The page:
40. Nb5 Rxc4 41. Nc3 Rb4 42. Bf3 Rb2 43. Kf1 Bd3+ 44. Kg1 Rc2 45. Ne4 h6 46. h4
Be2 47. Nc5+ Rxc5 48. Bxe2 Kf5 49. Bf3 Rc4 50. g4+ Kf6 51. Kf2 Ne6 52. Ra3 Rb4
53. Ke3 Nc5 54. Ra5 Rb3+ 55. Ke2 Rc3 56. Kf2 e4 57. Be2 Ke5 58. Ra7 Ne6 59.
Ra5+ Rc5 60. Ra7 Rc7 61. Ra5+ Rc5 62. Ra7 g6 63. Re7 Rc2 64. Ke3 Rc3+ 65. Kd2
Rc8 66. g5 Rd8+ 67. Ke3 Kd6 68. Rh7 hxg5 69. Kxe4 Re8 70. Bb5 Rb8 71. Rd7+ Kc5
72. Rd5+ Kb4 73. Be2 gxh4 74. Bg4 Nc5+ 75. Kf4 Kc4 76. Rd6 Rf8+ 77. Ke3 Re8+
78. Kf4 Rf8+ 79. Ke3 Re8+ 80. Kf4 g5+ 81. Kf5 Ne4 82. Rd7 Rf8+ 83. Ke5 Re8+ 84.
Kf5 Nf2 85. Bh5 Re1 86. Kxg5 h3 87. Bf3 h2 88. Kf4 Nd3+ 89. Kg3 Ne5 90. Rc7+
Kd4 91. Bg2 h1=Q 92. Bxh1 Rxh1 93. Rc2 Ke3 94. Rc3+ Ke4 95. Kg2 Rh8 96. Rh3
Rg8+ 97. Rg3 Ra8 98. Rb3 Nd3 99. Rb7 Nf4+ 100. Kf2 Ra2+ 101. Ke1 Nd5 102. Rf7
Ke3 103. Kf1 Ra1+ 104. Kg2 Nf4+ 105. Kg3 Rg1+ 106. Kh4 0-1

[/pgn]
A simply amazing display by Anna! The women face Mongolia tomorrow. In the open section, all eyes were on our matchup against India. Even though we weren’t playing board one, it was quite easy to take a picture and observe the board one pairing of Vietnam vs. France, but between spectators and photographers it was difficult to approach our match! America’s players with the black pieces both essayed the Berlin defense. Shankland’s opponent on board four, Krishnan Sasikiran, went for the known Berlin endgame. Using a relatively rare line of b3, he got Shankland seemingly out of prep early, but the knowledge of the structures by the U.S. Champion allowed him to equalize easily, and White repeated moves before his position turned south.
[pgn]

[Event "Batumi Chess Olympiad | Open"]
[Date "2018.09.27"]
[White "Sasikiran, Krishnan"]
[Black "Shankland, Samuel"]
[Result "1/2-1/2"]
[ECO "C67"]
[WhiteElo "2672"]
[BlackElo "2722"]
[PlyCount "42"]
[EventDate "2018.??.??"]
[WhiteTeam "India"]
[BlackTeam "United States"]
[WhiteTeamCountry "IND"]
[BlackTeamCountry "USA"]

1. e4 e5 2. Nf3 Nc6 3. Bb5 Nf6 4. O-O Nxe4 5. d4 Nd6 6. Bxc6 dxc6 7. dxe5 Nf5
8. Qxd8+ Kxd8 9. Rd1+ Ke8 10. b3 h6 11. h3 Be6 12. Bb2 a5 13. c4 Bb4 14. Na3
Bxa3 15. Bxa3 b6 16. g4 Ne7 17. Nd4 c5 18. Nb5 Rc8 19. Na7 Ra8 20. Nb5 Rc8 21.
Na7 Ra8 1/2-1/2

[/pgn]
Wesley So faced against Pentala Harikrishna, but the Indian player simply had no opportunity for an advantage in the anti-Berlin.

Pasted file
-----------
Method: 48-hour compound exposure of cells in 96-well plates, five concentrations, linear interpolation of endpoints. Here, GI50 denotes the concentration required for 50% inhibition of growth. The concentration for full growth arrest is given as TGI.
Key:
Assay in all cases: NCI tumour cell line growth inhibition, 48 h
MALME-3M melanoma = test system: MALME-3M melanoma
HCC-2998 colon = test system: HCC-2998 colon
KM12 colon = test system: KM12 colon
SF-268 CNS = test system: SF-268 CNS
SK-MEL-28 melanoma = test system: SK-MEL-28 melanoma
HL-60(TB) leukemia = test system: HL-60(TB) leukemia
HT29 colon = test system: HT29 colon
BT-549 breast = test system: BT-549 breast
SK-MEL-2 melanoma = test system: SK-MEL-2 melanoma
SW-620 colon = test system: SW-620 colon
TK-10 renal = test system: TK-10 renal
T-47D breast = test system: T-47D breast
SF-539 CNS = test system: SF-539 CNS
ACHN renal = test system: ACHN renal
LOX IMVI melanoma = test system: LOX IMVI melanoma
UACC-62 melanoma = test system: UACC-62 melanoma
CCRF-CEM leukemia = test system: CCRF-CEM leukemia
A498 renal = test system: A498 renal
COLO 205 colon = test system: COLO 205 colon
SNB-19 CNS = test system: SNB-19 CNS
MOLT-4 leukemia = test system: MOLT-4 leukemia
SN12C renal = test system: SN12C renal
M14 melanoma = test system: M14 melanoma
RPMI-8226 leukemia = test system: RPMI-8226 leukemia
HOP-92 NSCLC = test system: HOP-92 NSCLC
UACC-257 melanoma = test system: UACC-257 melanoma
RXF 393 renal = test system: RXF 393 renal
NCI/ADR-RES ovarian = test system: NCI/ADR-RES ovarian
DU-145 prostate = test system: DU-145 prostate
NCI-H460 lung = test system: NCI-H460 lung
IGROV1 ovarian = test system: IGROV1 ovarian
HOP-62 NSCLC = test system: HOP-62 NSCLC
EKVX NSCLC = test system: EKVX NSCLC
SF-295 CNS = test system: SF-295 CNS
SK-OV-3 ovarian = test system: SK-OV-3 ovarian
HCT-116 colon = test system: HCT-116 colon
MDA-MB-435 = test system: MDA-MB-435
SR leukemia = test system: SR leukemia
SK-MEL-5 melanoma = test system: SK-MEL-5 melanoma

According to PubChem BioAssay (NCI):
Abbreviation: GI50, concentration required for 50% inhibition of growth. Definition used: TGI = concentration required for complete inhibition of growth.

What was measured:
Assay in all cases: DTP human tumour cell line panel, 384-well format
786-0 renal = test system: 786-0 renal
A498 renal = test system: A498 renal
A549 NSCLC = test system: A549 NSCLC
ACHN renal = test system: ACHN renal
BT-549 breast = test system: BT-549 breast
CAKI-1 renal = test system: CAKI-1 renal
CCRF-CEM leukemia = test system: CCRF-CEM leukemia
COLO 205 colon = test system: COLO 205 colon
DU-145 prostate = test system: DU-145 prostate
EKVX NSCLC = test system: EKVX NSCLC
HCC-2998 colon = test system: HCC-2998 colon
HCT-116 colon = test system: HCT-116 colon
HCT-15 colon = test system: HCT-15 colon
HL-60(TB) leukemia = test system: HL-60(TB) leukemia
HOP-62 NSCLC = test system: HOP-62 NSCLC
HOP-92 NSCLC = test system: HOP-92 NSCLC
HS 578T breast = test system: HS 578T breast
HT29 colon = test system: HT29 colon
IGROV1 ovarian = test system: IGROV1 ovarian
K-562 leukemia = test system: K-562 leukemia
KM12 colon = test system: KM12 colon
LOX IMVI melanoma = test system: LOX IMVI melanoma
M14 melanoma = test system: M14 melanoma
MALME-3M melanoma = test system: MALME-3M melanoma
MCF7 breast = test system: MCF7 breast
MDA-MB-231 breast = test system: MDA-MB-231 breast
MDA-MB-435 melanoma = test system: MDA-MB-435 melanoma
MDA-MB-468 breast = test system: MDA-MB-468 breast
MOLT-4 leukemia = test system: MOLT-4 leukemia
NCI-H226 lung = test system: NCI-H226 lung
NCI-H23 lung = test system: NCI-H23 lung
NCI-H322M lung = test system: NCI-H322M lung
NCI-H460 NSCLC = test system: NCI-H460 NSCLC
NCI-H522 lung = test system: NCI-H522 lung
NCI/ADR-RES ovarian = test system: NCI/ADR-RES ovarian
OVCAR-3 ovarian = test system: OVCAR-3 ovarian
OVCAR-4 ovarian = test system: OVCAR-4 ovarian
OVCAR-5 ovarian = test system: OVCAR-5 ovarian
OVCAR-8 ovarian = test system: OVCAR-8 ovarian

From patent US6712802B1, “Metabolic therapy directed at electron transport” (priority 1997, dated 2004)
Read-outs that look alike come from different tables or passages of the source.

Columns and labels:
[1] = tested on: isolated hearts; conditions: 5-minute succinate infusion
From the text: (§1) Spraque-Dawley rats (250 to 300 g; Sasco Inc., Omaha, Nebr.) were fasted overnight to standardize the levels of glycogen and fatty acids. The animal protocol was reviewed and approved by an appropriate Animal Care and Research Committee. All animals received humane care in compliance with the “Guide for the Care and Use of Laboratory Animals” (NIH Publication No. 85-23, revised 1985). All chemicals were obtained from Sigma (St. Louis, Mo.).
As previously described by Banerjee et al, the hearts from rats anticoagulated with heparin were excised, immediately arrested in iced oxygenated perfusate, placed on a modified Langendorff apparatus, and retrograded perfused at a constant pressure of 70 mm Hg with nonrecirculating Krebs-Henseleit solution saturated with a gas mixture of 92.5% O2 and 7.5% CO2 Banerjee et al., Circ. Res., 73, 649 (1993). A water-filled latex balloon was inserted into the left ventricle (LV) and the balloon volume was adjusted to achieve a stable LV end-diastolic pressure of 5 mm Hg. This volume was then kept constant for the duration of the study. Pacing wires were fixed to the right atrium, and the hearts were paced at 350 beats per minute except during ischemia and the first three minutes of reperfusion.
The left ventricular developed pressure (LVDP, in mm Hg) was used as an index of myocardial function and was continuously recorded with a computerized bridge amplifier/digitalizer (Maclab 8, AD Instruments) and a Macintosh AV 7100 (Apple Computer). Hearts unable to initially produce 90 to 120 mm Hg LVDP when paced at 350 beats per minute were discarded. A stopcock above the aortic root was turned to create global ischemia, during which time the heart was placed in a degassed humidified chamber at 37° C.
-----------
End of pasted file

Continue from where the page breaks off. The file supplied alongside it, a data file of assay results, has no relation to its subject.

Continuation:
[pgn]

[Event "Batumi Chess Olympiad | Open"]
[Date "2018.09.27"]
[White "Harikrishna, Pentala"]
[Black "So, Wesley"]
[Result "1/2-1/2"]
[ECO "C67"]
[WhiteElo "2743"]
[BlackElo "2776"]
[PlyCount "64"]
[EventDate "2018.??.??"]
[WhiteTeam "India"]
[BlackTeam "United States"]
[WhiteTeamCountry "IND"]
[BlackTeamCountry "USA"]

1. e4 e5 2. Nf3 Nc6 3. Bb5 Nf6 4. O-O Nxe4 5. Re1 Nd6 6. Nxe5 Be7 7. Bf1 Nxe5
8. Rxe5 O-O 9. d4 Bf6 10. Re1 Re8 11. Rxe8+ Nxe8 12. d5 d6 13. Nd2 c6 14. Nc4
cxd5 15. Qxd5 Qc7 16. Qd3 Be6 17. Ne3 Rd8 18. c3 d5 19. Nc2 Nd6 20. Nd4 Qb6 21.
Nxe6 fxe6 22. Qe3 Qxe3 23. Bxe3 a6 24. Re1 Kf7 25. g3 b5 26. Kg2 Nc4 27. Bc1 a5
28. a3 Rb8 29. Be2 b4 30. axb4 axb4 31. Bxc4 dxc4 32. cxb4 Rxb4 1/2-1/2[/pgn]
Playing an extremely solid and precise game, both players reached an endgame in which nothing could really be done. The draw was a natural result and the 1-1 favored USA as both of our white boards were pressing against their opponents. Hikaru Nakamura’s Ragozin put Vidit Gujrathi under some pressure, but the Indian defended with tenacity.
[pgn]

[Event "Batumi Chess Olympiad | Open"]
[Date "2018.09.27"]
[White "Nakamura, Hikaru"]
[Black "Vidit, Santosh Gujrathi"]
[Result "1/2-1/2"]
[ECO "D38"]
[WhiteElo "2763"]
[BlackElo "2711"]
[PlyCount "69"]
[EventDate "2018.??.??"]
[WhiteTeam "United States"]
[BlackTeam "India"]
[WhiteTeamCountry "USA"]
[BlackTeamCountry "IND"]

1. d4 Nf6 2. c4 e6 3. Nf3 d5 4. Nc3 Bb4 5. Bg5 h6 6. Bxf6 Qxf6 7. Qa4+ Nc6 8.
e3 O-O 9. Be2 dxc4 10. O-O Bd7 11. Bxc4 Bxc3 12. bxc3 Rfd8 13. Be2 Be8 14. Qa3
Qe7 15. Qb2 b6 16. e4 Na5 17. c4 c5 18. d5 exd5 19. exd5 b5 20. Rfe1 bxc4 21.
Qc3 Qc7 22. Rad1 Nb7 23. Bxc4 Qa5 24. Rc1 Qxc3 25. Rxc3 Na5 26. Bd3 c4 27. Be4
Rac8 28. Nd4 Kf8 29. Rf3 Rd6 30. Ra3 Rc5 31. Ne2 Rb6 32. Nc3 a6 33. Bc2 Nb7 34.
Ba4 Rc8 35. Bxe8 1/2-1/2[/pgn]